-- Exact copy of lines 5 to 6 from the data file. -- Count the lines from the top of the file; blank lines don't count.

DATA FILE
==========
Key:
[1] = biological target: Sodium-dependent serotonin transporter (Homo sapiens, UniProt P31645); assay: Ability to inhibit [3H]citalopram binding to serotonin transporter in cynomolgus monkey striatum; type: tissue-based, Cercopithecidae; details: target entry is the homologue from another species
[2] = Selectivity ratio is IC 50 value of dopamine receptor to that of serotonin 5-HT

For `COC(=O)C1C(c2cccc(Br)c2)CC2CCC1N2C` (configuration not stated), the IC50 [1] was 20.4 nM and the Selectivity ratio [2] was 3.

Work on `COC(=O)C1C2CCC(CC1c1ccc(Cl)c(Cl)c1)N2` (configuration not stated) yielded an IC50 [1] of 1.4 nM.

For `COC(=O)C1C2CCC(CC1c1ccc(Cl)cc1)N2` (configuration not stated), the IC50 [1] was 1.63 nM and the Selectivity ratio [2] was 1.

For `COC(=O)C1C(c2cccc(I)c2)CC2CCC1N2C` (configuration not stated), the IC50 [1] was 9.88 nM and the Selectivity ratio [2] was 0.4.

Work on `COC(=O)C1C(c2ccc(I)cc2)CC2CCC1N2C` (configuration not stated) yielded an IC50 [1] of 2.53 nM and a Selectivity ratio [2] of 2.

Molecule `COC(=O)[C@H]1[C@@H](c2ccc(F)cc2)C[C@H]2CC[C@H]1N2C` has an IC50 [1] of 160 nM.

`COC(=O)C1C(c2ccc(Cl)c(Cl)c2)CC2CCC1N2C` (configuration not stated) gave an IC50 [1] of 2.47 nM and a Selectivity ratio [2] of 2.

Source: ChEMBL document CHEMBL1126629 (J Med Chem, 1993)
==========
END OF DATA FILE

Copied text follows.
Work on `COC(=O)C1C2CCC(CC1c1ccc(Cl)c(Cl)c1)N2` (configuration not stated) yielded an IC50 [1] of 1.4 nM.

For `COC(=O)C1C2CCC(CC1c1ccc(Cl)cc1)N2` (configuration not stated), the IC50 [1] was 1.63 nM and the Selectivity ratio [2] was 1.